10 Trendy Advanced Construction Materials You Should Know (2022)

Thet Hnin Su Aung

Writer at Oneistox

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10 mins read

More often than not, materials and technology are viewed as two distinct entities in the construction industry. However, we have now taken a step forward to combine regular materials with technology itself for producing advanced construction materials. In addition to being highly efficient, these new materials are also environmentally sustainable.

Why do we need advanced construction materials?

What comes to mind when you hear the term ‘construction materials’? Perhaps timber, steel or bricks. How about light-generating concrete, bioplastic or strand rods? These new materials are innovative, enabling the architects to create designs closer to their visions and engineers to build structures in never-before-seen forms and construction techniques. Many of the construction materials we rely on today are made from both nonrenewable and renewable sources. Non-renewable materials pose the risk of depletion sooner or later in the future. Renewable materials fare better although we may end up harming the environment in the process of obtaining these materials from nature.

These advanced materials have been developed with intensive research and analysis to solve various issues faced in construction today. Many of them are not yet widely used in the industry but we can expect this to change as the materials become more affordable and accessible.

10 Advanced Construction Materials For The Future

1. 3D-printed graphene

3D-printed graphene (Source: https://news.mit.edu/)

Graphene is a strong, lightweight material used often in microchips and sensors. Several researches have also proved that adding graphene can enhance the strength of a material. Unfortunately, it is expensive and hence, it has not been widely used despite its capabilities. However, researchers have now managed to develop 3D-printed graphene using graphene oxide hydrogel as the resin for the printer. This, however, is not a final product. 3D-printed graphene can be used to reinforce concrete. Trials have begun for the on-site testing of 3D-printed, graphene-reinforced concrete at train stations by UK-based civil engineering company Skanska Costain Strabag JV.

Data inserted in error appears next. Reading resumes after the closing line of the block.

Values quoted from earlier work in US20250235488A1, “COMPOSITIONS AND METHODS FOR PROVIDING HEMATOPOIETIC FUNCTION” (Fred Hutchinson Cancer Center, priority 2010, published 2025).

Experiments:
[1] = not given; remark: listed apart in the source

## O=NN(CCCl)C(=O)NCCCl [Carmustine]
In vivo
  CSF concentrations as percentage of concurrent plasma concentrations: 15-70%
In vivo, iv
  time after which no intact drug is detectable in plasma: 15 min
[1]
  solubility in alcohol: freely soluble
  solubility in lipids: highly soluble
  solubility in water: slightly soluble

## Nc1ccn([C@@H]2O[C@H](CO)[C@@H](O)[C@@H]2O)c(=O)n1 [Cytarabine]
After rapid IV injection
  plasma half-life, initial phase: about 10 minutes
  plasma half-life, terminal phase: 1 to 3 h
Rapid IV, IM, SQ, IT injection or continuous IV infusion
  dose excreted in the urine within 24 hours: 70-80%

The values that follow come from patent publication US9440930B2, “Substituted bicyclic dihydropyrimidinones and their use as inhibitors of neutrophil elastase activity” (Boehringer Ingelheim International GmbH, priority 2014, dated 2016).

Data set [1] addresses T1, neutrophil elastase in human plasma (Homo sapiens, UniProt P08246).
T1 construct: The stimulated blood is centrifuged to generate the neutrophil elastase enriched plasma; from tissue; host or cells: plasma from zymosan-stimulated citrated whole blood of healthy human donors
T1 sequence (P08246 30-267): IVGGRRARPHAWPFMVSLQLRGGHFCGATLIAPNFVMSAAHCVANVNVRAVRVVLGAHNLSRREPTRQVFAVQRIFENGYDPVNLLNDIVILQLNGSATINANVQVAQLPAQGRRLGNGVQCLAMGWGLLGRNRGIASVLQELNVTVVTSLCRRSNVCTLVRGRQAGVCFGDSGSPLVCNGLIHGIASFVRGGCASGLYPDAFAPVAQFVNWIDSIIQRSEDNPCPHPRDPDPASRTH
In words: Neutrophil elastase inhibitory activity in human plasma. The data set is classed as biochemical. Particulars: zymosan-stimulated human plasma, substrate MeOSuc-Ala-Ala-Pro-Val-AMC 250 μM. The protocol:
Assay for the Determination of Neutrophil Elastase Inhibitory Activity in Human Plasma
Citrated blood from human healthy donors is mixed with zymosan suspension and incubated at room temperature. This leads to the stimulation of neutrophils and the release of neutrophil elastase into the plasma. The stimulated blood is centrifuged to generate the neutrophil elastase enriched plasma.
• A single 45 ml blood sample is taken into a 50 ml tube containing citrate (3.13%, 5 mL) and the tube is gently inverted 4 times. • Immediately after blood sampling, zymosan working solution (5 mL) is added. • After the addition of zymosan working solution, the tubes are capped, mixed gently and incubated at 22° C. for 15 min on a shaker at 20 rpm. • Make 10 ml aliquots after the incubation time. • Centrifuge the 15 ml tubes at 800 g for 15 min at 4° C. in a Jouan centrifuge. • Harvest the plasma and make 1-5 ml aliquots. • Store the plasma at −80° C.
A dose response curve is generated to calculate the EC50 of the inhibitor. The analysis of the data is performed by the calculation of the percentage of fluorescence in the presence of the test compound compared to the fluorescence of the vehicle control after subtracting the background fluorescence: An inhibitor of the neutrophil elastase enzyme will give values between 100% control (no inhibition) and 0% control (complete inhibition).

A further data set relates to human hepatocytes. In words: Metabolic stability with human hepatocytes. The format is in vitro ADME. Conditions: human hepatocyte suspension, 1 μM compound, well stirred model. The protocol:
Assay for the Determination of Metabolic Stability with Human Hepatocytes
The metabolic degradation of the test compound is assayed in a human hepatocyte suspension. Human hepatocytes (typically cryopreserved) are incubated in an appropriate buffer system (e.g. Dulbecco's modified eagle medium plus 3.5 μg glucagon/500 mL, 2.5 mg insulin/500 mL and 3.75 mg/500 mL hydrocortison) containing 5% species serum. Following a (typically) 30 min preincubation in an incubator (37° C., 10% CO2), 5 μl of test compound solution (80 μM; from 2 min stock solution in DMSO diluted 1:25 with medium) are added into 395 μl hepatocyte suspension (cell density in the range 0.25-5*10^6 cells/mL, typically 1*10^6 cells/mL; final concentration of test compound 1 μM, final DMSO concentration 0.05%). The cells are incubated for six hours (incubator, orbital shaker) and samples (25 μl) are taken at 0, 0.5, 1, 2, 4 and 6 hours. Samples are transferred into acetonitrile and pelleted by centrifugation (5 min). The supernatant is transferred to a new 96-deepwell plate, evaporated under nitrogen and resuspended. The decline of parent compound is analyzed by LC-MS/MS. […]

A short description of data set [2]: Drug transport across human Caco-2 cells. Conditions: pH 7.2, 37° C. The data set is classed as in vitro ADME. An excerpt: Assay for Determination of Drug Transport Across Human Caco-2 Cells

We can find many types of concrete in use these days. Find out how precast concrete gives shape to the Harbin Opera House in Parametric ceiling: Top 10 Innovative Design Ideas for a Spectacular Interior.

2. Light-generating concrete

Light-generating cement used for a bicycle lane (Source: www.archdaily.com)

Light-generating concrete or cement is non-flammable and able to reflect light, hence the name. This material is also known to absorb solar energy to ‘charge’ and emit light in the dark. Proven to be energy efficient, it has been used to illuminate bicycle lanes and roads in Mexico, where its research took place. As it is quite similar to the regular cement already in use, it can find application in the construction of many other structures like facades and parking lots.

3. Cross-laminated timber (CLT)

The Smile by Alison Brooks Architects (Source: www.archdaily.com)

Cross-laminated timber is a type of mass timber (man-made or engineered wood) that is binded in layers. As the name suggests, cross-laminated timber is developed in planks by glueing timber pieces in layers, each layer being perpendicular to the previous. CLT is known for its strength as well as for being lightweight. It is easy and quick to construct with CLT since it can be manufactured off-site and assembled on-site. Using CLT alongside technology that provides precise drawings and models, like BIM (Building Information Modelling), can reduce waste and labour needed for construction.

4. Bioplastic

ArboSkin Pavilion (Source: www.dezeen.com)

News about plastics causing extensive damage to the environment is hard to miss. Not only do we need to clean them up, we also need to reduce the use of non-biodegradable plastics. A viable solution is bioplastic. Bioplastic is usually made from a plant-based source. When disintegrated, it does not reduce the quality of the soil or harm the environment. Currently, bioplastic is not yet a common construction material but has been used for food containers and smaller household items. The ArboSkin pavilion project by Stuttgart University’s ITKE (Institute of Building Structures and Structural Design), built from bioplastic with 90% renewable materials, proves that bioplastic has immense potential as a construction material.


The Circular Garden - Mycelium structure by Carlo Ratti Associati (Source: https://carloratti.com/)